Obama May Need To Reassure Americans, Not Muslims

Scanning the new White House website can be an exercise in anger management for conservatives. The two dozen items under “The Agenda” section constitute a laundry list of leftwing policy goals and big government initiatives. But I was encouraged to see that our new president seemed to have at least one item prioritized correctly. Under “Homeland Security,” President Obama acknowledges that “[t]he first responsibility of any president is to protect the American people.”

Sadly, in the opening days of his administration, President Obama appears determined to accomplish something much different: to reassure the Muslim world that we no longer have the resolve to protect ourselves.

Last week, he extended new rights to terrorist suspects at Guantanamo Bay while authorizing the sentencing to death of innocent children around the world through taxpayer-funded abortion.

Things didn’t improve this week. In his first TV interview as president, with Dubai-based Al-Arabiya news channel, Obama made three assertions that provide insight into our new president’s worldview. It’s not very reassuring.

First, President Obama said he felt his “job” was to communicate “to the Muslim world … that the Americans are not your enemy.” Why does the American president feel compelled to reassure Muslims that Americans are not their enemy? It was the United States that was attacked on 9-11 by jihadists acting in the name of Islam. Our response to that cowardly attack was to send our military not to subjugate Muslims but to liberate millions in Iraq and Afghanistan from the rule of tyrants.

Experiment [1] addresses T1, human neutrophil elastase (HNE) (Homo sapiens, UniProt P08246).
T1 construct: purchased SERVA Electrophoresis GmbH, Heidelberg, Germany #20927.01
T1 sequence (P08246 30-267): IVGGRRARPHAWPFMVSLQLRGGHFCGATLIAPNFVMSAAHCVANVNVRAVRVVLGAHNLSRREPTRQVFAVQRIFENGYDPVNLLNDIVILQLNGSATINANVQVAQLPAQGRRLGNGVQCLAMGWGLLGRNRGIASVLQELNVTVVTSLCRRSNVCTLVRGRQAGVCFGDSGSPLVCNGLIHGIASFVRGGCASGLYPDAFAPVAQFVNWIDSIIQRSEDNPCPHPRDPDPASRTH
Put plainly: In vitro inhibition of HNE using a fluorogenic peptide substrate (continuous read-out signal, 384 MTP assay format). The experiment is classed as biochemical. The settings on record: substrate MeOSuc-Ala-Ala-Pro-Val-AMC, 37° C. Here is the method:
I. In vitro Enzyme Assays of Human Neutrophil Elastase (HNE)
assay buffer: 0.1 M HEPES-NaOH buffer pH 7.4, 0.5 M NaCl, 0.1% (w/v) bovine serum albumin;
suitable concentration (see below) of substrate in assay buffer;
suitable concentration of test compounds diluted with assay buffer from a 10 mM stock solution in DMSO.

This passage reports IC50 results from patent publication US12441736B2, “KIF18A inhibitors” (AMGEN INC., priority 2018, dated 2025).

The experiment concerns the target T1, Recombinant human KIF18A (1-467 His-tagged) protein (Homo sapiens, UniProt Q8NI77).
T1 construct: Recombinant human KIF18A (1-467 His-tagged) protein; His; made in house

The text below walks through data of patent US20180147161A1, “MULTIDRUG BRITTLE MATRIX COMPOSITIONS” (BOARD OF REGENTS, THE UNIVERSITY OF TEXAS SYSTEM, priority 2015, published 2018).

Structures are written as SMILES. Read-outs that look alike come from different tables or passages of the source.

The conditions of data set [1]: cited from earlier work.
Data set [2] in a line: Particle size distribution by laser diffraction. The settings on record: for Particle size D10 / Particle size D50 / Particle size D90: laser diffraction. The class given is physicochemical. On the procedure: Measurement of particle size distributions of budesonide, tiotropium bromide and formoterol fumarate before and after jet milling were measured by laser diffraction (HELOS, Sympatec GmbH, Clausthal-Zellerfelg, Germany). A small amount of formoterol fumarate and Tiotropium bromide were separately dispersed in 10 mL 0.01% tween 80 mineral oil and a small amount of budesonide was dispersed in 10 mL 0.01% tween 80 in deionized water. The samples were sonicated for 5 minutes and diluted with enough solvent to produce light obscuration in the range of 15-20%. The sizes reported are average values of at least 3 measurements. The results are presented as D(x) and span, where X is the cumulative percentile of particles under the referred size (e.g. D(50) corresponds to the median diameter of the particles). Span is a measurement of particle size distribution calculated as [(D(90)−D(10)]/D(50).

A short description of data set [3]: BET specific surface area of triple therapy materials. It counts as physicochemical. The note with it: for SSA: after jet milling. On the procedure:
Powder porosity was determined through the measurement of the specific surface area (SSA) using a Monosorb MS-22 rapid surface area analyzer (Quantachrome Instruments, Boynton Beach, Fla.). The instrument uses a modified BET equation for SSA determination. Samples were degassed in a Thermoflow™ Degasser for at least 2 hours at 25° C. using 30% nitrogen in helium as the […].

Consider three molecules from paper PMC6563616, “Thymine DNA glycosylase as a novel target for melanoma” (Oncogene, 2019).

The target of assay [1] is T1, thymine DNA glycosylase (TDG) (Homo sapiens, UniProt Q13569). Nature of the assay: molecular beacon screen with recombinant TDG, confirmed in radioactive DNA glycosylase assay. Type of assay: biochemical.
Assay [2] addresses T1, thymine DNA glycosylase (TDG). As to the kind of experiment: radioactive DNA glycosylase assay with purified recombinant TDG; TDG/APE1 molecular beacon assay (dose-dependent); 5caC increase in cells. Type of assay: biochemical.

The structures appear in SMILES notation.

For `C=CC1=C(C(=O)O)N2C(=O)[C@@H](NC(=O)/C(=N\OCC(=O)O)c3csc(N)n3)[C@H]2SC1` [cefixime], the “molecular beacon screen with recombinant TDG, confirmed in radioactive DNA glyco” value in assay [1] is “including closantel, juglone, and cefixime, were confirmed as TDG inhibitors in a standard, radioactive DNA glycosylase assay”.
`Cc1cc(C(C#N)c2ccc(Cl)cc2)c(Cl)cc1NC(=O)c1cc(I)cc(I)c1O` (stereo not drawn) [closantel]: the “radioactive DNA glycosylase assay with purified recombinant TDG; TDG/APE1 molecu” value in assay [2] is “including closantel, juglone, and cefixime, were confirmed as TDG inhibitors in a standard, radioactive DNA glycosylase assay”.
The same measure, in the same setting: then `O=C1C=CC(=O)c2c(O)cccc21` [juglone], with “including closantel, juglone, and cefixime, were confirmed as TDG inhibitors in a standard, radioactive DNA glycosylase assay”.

Citizens of both countries were able to vote for the first time in their lives. In Afghanistan today, in areas where the U.S. is in control, Muslim girls are permitted to go to school. Where radical Islamists are in control, acid is thrown in the faces of girls who try to go to school, and their classrooms are blown up.

After the 9-11 attack, we went out of our way to ensure that mosques in the United States were safe from any kind of backlash. American politicians visited mosques and prefaced every statement about the attack by reassuring Muslims that America was not at war with a faith but only with its extreme adherents.

Muslims are arguably treated better in America today than they were before Muslim extremists declared war on us. We have Muslim members of Congress, and we go out of our way to accommodate Islamic religious practices. Taxpayer money is spent around the world to renovate mosques, and the U.S. gives billions in humanitarian assistance and foreign military aid to Muslim countries.

One might think Muslims would be the ones trying to reassure us that they are not our enemy. But I have yet to hear one Muslim leader do so. In fact, throughout the Muslim world, Christians and Jews continue to be persecuted. We hear that the U.S. and Israel are to blame for everything from Islamic nations’ lack of economic development to 9-11 itself.